"If you look at previous financial crises, growing categories may encounter a temporary slow-down but often power straight on through."

Rosebery distillery Archie Rose is banking on this growth, with the company building a massive new distillery in Botany over the past two years.

Exact details on the facility's size, cost and capabilities are under wraps, however Archie Rose head of marketing, Victoria Tulloch, says the investment speaks to the success of the Sydney brand and Australian distilling in general.

"The new distillery is something we'll be making a big deal of in the coming weeks. It means Archie Rose can evolve its core range of gin, vodka, and whisky, while allowing for a significant increase in rum production." 

Industry experts also predict a rise in contract distilling, whereby new spirit-makers lease the equipment, and sometimes the skills, of an established distiller. Contract distilling allows new producers to perfect their recipe and branding before heavily investing in their own facility. 

Director of Brogan's Way Distillery in Richmond, Simon Carr, says contract distilling bolstered his revenue through the pandemic when his bar was closed and sales were down.

"Of course, a lot of our contract clients eventually faced the same drop in demand for their product  as we did," he says. "What's really interesting however, is that we've had more enquiries about contract distilling in the past month than all of 2019. 

"At least one person a day is contacting us about new product development. It's a mix of amateur distillers looking to take their production to the next level, start-ups with no distilling experience at all, and investors with good plans and money, but need a product on the market."

Co-founder of online store The Gin Boutique, Glenn McPhee, says contract distilling is "definitely a trend".

"I'm lucky enough to judge at the Australian Gin Awards and last year a lot of spirits made through the contract distilling route received gold medals. It's a clever way to launch a brand."

Anther Spirits has been making gin at Brogan's Way and Collingwood's Craft & Co. for the past four years. The business is now set to open its own distillery and bar in Geelong at the end of July.

"We've already had people get in touch about contract distilling even though we haven't put our hand up for it," says Anther co-owner Dervilla McGowan. "It will definitely increase our revenue moving forward and we look forward to helping other distillers. 

"We've built our brand from nothing, made all the mistakes and know what to avoid. People can feel confident distilling with a smaller brand like us - if they have questions about making gin, they know they can ask them."

Six new Australian gins and a tonic to try

"I think local gin's popularity has a lot to do with people's fondness for Australian products and ingredients," says McPhee.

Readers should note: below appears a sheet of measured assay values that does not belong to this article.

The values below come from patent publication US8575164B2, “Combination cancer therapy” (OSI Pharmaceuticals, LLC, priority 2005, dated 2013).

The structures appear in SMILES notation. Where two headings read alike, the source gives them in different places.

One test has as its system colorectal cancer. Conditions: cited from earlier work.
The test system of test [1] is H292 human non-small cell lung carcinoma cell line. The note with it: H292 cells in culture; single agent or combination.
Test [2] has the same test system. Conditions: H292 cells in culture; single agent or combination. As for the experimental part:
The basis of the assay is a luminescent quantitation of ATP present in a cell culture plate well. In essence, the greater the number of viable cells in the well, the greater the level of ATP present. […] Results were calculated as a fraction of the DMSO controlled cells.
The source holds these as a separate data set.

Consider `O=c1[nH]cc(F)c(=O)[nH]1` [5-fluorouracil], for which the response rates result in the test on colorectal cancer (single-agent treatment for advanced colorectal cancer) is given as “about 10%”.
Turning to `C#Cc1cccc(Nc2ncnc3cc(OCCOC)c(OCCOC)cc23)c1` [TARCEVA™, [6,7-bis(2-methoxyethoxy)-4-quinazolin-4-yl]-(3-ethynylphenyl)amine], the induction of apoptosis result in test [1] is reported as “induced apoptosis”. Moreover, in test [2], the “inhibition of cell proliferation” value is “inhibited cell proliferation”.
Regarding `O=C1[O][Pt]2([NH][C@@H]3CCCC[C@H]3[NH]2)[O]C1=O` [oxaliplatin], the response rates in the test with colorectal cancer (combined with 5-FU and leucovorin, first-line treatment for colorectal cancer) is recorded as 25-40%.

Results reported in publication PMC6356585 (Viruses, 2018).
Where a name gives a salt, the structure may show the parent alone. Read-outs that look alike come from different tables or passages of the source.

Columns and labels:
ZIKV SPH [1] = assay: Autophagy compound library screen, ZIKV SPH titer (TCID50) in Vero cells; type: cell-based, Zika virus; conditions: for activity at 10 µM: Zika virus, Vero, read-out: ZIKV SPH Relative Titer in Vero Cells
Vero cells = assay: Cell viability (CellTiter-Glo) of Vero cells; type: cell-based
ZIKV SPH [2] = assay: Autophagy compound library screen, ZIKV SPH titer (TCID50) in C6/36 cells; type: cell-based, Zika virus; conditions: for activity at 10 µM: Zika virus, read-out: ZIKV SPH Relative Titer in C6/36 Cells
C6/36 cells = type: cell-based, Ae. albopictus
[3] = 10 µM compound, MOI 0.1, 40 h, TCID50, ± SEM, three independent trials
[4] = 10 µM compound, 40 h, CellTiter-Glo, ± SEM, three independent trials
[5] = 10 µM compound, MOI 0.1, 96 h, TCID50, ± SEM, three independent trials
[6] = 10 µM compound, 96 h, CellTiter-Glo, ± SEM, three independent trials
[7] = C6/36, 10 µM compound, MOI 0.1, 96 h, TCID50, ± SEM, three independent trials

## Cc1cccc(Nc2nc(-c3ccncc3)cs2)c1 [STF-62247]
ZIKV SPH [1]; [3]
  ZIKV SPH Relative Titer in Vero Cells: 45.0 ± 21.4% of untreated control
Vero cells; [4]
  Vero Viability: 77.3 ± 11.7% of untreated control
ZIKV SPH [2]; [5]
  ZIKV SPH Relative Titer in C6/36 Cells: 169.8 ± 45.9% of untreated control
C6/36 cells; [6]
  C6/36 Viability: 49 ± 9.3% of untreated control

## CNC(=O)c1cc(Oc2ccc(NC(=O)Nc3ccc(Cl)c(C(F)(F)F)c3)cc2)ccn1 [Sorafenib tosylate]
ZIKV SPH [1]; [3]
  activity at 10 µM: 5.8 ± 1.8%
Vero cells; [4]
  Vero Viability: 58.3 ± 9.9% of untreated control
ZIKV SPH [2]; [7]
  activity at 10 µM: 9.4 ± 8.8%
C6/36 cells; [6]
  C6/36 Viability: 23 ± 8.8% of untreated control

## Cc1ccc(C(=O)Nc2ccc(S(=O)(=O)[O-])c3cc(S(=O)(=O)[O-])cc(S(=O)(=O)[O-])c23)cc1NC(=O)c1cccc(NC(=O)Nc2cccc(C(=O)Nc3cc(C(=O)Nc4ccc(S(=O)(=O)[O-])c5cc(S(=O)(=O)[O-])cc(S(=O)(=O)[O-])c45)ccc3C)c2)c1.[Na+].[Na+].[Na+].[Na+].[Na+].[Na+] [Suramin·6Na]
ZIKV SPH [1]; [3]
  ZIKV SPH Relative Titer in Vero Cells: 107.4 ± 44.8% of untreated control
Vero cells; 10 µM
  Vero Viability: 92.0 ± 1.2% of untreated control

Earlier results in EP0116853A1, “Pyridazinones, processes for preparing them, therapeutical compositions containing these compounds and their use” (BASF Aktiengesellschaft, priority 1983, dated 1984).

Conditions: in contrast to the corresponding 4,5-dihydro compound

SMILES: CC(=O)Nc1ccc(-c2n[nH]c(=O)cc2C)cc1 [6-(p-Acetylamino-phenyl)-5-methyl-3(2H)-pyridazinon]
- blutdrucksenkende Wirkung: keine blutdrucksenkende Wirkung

"Also helping drive gin volume is the length of time it takes to make aged whisky and rum. Distillers keen to make brown spirits won't see cash return for up to five years while their product sits in a barrel, so they release a white spirit in the meantime." 

Archie Rose Distilling Co., Sydney

Harvest 2019 Poorman's Orange Gin, $89, 700ml

A bold gin distilled with finger lime, lemon-scented gum and poorman's orange - a rare citrus harvested in the Hunter Valley. 

Black Cat Distillery, Barossa Valley

Archimedes Martini Gin, $36, 350ml

A savoury blend infused with green olives and designed especially for martinis, but also does "quite well" in a gin-and-tonic, says McPhee.

Brogan's Way, Melbourne

Passionfruit Husk Gin, $55, 500ml

Released to celebrate World Gin Day on June 13, this limited edition spirit is juniper-forward and brimming with the floral aroma of passionfruit husk.

Cavu Distilling, Sunshine Coast

Sunshine & Sons Original Dry Gin, $80, 700ml

Cavu has Queensland rum on the horizon, but in the meantime McPhee rates its dry gin, pot-distilled with botanicals including pepperberry, pomegranate seed and lavender.

Four Pillars Gin, Healesville

Bloody Shiraz Gin, $85, 700ml

The Yarra Valley-based distillery is set to release the 2020 vintage of its popular grape-steeped gin on July 4, using shiraz fruit sourced from wineries including Punt Road and Yering Station.

Long-Rays, Brisbane

Australian Native Tonic, $2.99, 275ml

Long-Rays tonic has been available in Queensland for the past 12 months and is now set to launch nationally. "For my money, it's one of the best tonics out there," says McPhee. "It's low-sugar and relatively neutral to work with a broad range of gins."   

Wolf Lane Distillery, Cairns

Tropical Gin, $69, 500ml

"These guys only launched last year and make one of the best gins I've come across in the past 12 months," says McPhee. An aromatic gin infused with local ruby grapefruit, mango and mint.